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The Anatomical Record Part A: Discoveries in Molecular, Cellular, and Evolutionary Biology

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Vol 300 (12 Issues in 2017)
Edited by: Kurt H. Albertine, PhD
Print ISSN: 1552-4884 Online ISSN: 1552-4892
Published on behalf of American Association of Anatomists

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October 30, 2009

Dinosaurs and Darwin - An Interview with Peter Dodson

Peter Dodson ‘Dinosaurs in the Year of Darwin’

The renowned anatomist and doyen of fossils, Peter Dodson is this months special guest editor for the Anatomical Record.

Q) What attracted you to guest edit this special issue of the Anatomical Record?

It was attractive for a plethora of reasons. Anatomical Record is a distinguished journal with the highest standards of presentation, production and distribution. It seemed an ideal opportunity for highlighting what I call non-systematic or ahistorical paleontology. Whereas much effort goes into the collection and description of new species of dinosaurs (and I do some of this myself), in my judgment it is the analysis of fossils, that is to say the interpretation of fossils and the extraction of paleobiological information, that truly defines the state of the art. Moreover, a number of the authors are early in their careers, or are students, and I believe it is young people who truly define the state of the art. They run circles around us old guys. And in a very personal sense, I point out with pride that a majority of the papers are by my students, the students of my students, or the students of the students of my students!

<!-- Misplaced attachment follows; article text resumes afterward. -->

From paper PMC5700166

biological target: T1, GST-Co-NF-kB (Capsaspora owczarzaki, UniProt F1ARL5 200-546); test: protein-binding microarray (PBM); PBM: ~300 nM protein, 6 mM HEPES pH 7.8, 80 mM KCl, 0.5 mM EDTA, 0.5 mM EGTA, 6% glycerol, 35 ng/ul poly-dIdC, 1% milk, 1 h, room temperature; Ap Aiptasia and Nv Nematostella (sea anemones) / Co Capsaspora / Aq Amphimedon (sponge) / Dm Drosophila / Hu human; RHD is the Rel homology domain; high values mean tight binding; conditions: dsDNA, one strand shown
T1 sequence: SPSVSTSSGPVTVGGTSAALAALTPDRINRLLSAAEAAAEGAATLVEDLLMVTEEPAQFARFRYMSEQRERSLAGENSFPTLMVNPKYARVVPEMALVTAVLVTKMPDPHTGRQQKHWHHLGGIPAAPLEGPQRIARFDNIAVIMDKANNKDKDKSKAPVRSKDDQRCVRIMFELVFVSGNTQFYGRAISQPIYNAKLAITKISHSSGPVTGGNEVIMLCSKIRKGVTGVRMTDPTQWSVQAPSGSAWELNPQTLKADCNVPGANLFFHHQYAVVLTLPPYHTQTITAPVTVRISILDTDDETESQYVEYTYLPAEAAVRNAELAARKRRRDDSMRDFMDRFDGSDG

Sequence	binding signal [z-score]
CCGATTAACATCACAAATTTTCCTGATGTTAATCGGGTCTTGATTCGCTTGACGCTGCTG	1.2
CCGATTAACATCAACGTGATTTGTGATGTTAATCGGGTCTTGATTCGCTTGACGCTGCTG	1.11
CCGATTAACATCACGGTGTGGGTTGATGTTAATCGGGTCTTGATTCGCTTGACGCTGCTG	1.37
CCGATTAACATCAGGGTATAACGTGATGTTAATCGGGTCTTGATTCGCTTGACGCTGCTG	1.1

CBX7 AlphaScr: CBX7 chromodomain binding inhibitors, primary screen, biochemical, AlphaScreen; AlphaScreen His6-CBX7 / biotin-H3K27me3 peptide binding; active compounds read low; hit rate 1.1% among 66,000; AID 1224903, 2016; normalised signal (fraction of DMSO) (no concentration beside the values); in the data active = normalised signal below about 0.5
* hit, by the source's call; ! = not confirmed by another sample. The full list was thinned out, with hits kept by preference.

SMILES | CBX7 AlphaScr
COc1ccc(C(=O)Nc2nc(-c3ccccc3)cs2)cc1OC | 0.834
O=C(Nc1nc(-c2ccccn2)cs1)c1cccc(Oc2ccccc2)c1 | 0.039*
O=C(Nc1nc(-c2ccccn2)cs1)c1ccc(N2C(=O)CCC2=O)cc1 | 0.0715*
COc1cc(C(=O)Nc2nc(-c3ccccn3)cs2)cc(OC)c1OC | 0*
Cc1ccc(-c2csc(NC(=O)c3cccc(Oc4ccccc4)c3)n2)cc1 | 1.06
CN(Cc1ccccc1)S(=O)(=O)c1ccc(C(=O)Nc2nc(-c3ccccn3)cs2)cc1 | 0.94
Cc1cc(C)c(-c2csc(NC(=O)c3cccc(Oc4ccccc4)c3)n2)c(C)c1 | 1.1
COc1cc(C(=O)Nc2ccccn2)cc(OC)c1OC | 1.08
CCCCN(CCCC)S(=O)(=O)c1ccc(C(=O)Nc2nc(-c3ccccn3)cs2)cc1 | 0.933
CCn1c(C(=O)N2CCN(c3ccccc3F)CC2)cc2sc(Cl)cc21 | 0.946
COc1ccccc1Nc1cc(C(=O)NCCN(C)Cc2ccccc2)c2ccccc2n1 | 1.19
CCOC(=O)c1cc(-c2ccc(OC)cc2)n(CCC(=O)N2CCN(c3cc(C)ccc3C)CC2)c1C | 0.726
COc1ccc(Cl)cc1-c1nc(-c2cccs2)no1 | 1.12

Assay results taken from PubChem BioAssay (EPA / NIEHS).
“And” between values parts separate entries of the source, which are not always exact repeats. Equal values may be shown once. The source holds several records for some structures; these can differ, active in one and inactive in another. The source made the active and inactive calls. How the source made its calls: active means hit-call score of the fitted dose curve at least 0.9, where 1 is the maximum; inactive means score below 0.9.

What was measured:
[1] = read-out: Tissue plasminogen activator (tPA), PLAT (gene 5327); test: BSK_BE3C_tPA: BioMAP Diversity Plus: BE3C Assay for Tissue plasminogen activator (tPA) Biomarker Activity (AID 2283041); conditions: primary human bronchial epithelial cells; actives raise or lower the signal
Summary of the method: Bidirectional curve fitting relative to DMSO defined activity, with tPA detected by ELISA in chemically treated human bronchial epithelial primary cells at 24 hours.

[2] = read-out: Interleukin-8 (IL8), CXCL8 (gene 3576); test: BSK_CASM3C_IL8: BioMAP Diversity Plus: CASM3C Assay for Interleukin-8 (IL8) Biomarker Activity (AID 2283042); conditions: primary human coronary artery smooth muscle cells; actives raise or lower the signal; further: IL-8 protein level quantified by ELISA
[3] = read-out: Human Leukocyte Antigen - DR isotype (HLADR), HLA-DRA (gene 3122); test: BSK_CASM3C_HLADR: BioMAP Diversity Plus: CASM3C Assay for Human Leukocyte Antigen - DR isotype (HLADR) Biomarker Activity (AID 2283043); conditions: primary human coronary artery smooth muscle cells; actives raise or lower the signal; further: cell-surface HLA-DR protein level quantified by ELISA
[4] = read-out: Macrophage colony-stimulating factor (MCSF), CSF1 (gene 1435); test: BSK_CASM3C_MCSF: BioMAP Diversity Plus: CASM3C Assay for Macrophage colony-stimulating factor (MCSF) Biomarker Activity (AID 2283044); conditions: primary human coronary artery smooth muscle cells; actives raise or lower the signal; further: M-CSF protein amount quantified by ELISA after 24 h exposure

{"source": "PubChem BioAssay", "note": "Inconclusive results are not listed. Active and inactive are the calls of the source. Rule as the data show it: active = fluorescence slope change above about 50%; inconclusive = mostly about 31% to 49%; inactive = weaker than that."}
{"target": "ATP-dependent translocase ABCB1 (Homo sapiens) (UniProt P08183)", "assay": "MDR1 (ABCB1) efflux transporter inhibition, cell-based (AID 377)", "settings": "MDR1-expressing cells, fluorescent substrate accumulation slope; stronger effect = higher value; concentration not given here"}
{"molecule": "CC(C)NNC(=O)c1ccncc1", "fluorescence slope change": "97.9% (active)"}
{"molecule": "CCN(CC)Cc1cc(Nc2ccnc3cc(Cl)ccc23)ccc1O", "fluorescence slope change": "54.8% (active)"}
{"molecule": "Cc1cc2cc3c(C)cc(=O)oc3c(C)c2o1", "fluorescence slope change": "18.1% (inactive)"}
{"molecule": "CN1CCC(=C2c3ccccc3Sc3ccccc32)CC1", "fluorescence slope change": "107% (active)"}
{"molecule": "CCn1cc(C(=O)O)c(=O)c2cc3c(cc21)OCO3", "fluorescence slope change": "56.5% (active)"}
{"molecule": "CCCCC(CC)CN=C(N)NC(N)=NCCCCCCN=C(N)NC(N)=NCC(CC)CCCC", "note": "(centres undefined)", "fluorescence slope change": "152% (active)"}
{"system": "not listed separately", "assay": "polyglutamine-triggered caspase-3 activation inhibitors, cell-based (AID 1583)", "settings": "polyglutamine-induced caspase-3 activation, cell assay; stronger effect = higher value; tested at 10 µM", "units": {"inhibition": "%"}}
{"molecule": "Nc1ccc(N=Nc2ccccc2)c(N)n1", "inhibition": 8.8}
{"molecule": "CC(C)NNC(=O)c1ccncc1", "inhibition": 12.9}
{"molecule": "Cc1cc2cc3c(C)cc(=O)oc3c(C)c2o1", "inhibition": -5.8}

Q) The great Joseph Leidy, the first president of the American Association of Anatomists, also studied at the University of Pennsylvania.  How has the understanding of Dinosaur evolution changed since his work?

Joseph Leidy, “the last man who knew everything,” had the privilege of describing the very first American dinosaurs. These were first based on a handful of teeth from what is now Montana but was then Missouri Territory. Two years later he described Hadrosaurus foulkii on the basis of a skeleton, one of the most complete dinosaur skeletons known at that date (1858). Very few dinosaurs were known at this time. Within a few years, once OC Marsh and ED Cope started the dinosaur wars in the mid 1870s, Leidy, a consummate gentleman, had largely given up on the study of dinosaurs, leaving the field to the quarrelsome duo. He died in 1891, by which time only the barest rudiments of the evolutionary history of dinosaurs had been worked out. Leidy understood dinosaurs to be large reptiles. The excitement of the revolution of the 20th century in which the biology of dinosaurs has been revealed to a considerable degree came nearly a century after his death. Today we understand dinosaurs to have attributes of reptiles, attributes of mammals and birds, and also characters unique to them alone. We have a rich and nuanced understanding of these splendid creatures. We understand diverse aspects of posture, locomotion, metabolism, functional morphology of respiration and mastication, sensory neurobiology, growth rates, and longevity. In short, today we understand the biology of dinosaurs more thoroughly then these are known for many groups of living animals. Dinosaurs live!